Got Damn, Do the Critics Kind of Hate Me.

It’s not nearly as ideal to finally have a review of Michael Mann’s latest film Blackhat so long after it had been completely run out of theaters almost immediately after its poor opening performance. But I did see Blackhat and I did want to talk about it and thankfully there is one matter that will certainly keep Blackhat a relevant matter alongside Jupiter Ascending, the other subject of this review.

They both got heinous reviews. Both are at 30% and 22% respectively on Rotten Tomatoes, which is a bit disconcerting since they are arguably my favorite releases of the year that I have seen so far (Timbuktu takes a higher point than them but – as some of you recall – it gained a spot in my Top 10 of 2014 list, but due to a very perplexing fact… that apparently it premiered here in Miami before New York City… I would kind of concede to calling it a 2015 release. But my brain is still hurting from that fact.). And I honestly don’t think I can say they aren’t trashy or that their screenplays are not in fact sloppily written – which is precisely the case for both films – but I just couldn’t bring myself not to enjoy either film.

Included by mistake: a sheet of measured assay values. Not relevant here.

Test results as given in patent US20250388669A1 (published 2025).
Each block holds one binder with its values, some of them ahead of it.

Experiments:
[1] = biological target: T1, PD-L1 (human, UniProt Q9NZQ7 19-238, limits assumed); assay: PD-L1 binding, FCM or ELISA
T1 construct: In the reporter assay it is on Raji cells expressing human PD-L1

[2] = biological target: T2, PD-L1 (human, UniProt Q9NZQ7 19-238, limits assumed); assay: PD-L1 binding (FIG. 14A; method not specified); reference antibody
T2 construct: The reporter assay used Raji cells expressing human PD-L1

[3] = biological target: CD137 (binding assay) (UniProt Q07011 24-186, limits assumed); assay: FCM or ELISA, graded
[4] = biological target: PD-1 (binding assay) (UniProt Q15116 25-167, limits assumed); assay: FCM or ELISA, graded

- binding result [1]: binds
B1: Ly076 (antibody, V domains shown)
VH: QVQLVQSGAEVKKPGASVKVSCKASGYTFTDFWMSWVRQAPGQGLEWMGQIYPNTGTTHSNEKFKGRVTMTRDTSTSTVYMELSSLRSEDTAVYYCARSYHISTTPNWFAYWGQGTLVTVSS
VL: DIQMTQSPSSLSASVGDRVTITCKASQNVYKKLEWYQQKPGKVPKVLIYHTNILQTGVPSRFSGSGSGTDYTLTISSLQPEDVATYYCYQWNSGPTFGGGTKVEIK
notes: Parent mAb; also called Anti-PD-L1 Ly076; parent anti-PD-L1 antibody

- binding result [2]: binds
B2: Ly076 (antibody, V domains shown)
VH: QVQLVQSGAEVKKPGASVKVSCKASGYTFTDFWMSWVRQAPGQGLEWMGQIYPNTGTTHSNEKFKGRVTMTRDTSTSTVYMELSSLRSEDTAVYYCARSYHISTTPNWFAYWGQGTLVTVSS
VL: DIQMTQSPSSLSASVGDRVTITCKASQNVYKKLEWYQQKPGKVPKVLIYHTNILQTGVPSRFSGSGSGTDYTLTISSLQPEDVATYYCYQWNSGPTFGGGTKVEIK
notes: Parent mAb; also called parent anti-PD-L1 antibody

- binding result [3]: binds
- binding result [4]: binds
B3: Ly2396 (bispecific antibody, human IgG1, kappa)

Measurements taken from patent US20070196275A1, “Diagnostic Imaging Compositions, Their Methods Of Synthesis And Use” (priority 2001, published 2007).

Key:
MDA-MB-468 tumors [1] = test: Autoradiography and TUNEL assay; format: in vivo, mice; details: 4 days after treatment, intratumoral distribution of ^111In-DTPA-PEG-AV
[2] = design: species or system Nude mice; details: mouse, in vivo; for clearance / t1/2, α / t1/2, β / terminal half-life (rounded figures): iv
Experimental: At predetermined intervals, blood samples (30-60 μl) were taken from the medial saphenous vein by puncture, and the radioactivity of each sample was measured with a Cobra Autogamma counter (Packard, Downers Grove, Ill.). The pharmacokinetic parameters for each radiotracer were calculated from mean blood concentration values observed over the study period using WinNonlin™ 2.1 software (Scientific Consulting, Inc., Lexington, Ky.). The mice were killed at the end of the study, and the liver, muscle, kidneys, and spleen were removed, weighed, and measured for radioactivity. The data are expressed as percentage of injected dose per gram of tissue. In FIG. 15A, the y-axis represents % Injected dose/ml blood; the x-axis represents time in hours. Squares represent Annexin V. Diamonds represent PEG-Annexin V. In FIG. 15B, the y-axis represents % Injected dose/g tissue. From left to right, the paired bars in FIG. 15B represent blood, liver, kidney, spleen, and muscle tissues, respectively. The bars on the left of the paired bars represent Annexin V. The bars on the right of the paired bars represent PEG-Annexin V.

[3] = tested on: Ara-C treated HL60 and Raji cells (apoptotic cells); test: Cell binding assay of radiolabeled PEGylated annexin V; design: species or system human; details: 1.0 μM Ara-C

But first, let’s go ahead and tackle Blackhat since it’s clearly the one that nothing much can be further said for it now that it has disappeared from theaters.

Morgan Davis Foehl’s screenplay opens with two unbelievable cyber attacks made between two of the bigger superpowers in the world – The Mercantile Trade Exchange is hacked into and certain numbers are meddled with that probably would make sense to me if I had any clue how stocks work, while in the meantime, a Hong Kong nuclear plant is affected enough to straight up explode. By the power of computers. Yeah.

But of course, due to the severity of these attacks, the Chinese government and the FBI pin heads together in the form of military cybercrimes investigator Chen Dawai (Wang Leehom), who brings along his similarly cyber-gifted sister Lien (Tang Wei), to investigate the code used alongside tough fed officers Barrett (Viola Davis) and Jessup (Holt McCallany). It becomes immediately revealed to Dawai that the code was co-authored by him and his former roommate at MIT, Nick Hathaway (the rainbow-American-accented Chris Hemsworth), who is currently imprisoned for carding. Dawai implores that Hathaway is a necessary addition to the team and, after arranging his release, the five members of this team go on a patchy run around the world to find and stop the source of these crimes before he goes on to cause more havok.